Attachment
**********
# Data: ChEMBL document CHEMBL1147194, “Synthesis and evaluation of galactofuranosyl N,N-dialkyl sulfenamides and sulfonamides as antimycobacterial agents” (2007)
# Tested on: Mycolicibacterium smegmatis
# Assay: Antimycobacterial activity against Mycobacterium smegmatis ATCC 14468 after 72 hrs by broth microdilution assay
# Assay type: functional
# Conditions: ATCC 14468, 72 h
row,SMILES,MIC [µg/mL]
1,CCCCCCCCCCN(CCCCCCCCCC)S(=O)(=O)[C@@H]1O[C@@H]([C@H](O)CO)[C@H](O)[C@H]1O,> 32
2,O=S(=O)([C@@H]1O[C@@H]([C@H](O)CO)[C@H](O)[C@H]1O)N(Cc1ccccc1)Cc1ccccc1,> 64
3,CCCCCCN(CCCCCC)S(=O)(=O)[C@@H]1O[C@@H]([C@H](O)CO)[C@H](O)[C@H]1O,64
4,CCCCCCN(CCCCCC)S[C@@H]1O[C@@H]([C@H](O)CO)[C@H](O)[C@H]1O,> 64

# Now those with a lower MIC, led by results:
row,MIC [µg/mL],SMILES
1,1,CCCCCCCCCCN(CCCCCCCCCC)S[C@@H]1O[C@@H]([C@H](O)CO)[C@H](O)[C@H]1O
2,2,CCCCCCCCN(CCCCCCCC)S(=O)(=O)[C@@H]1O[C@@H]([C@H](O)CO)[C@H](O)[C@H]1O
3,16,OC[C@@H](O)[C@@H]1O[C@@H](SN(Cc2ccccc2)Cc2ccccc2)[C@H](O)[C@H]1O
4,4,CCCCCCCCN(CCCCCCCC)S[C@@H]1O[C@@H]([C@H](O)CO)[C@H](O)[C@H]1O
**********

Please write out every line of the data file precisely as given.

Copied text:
# Data: ChEMBL document CHEMBL1147194, “Synthesis and evaluation of galactofuranosyl N,N-dialkyl sulfenamides and sulfonamides as antimycobacterial agents” (2007)
# Tested on: Mycolicibacterium smegmatis
# Assay: Antimycobacterial activity against Mycobacterium smegmatis ATCC 14468 after 72 hrs by broth microdilution assay
# Assay type: functional
# Conditions: ATCC 14468, 72 h
row,SMILES,MIC [µg/mL]
1,CCCCCCCCCCN(CCCCCCCCCC)S(=O)(=O)[C@@H]1O[C@@H]([C@H](O)CO)[C@H](O)[C@H]1O,> 32
2,O=S(=O)([C@@H]1O[C@@H]([C@H](O)CO)[C@H](O)[C@H]1O)N(Cc1ccccc1)Cc1ccccc1,> 64
3,CCCCCCN(CCCCCC)S(=O)(=O)[C@@H]1O[C@@H]([C@H](O)CO)[C@H](O)[C@H]1O,64
4,CCCCCCN(CCCCCC)S[C@@H]1O[C@@H]([C@H](O)CO)[C@H](O)[C@H]1O,> 64

# Now those with a lower MIC, led by results:
row,MIC [µg/mL],SMILES
1,1,CCCCCCCCCCN(CCCCCCCCCC)S[C@@H]1O[C@@H]([C@H](O)CO)[C@H](O)[C@H]1O
2,2,CCCCCCCCN(CCCCCCCC)S(=O)(=O)[C@@H]1O[C@@H]([C@H](O)CO)[C@H](O)[C@H]1O
3,16,OC[C@@H](O)[C@@H]1O[C@@H](SN(Cc2ccccc2)Cc2ccccc2)[C@H](O)[C@H]1O
4,4,CCCCCCCCN(CCCCCCCC)S[C@@H]1O[C@@H]([C@H](O)CO)[C@H](O)[C@H]1O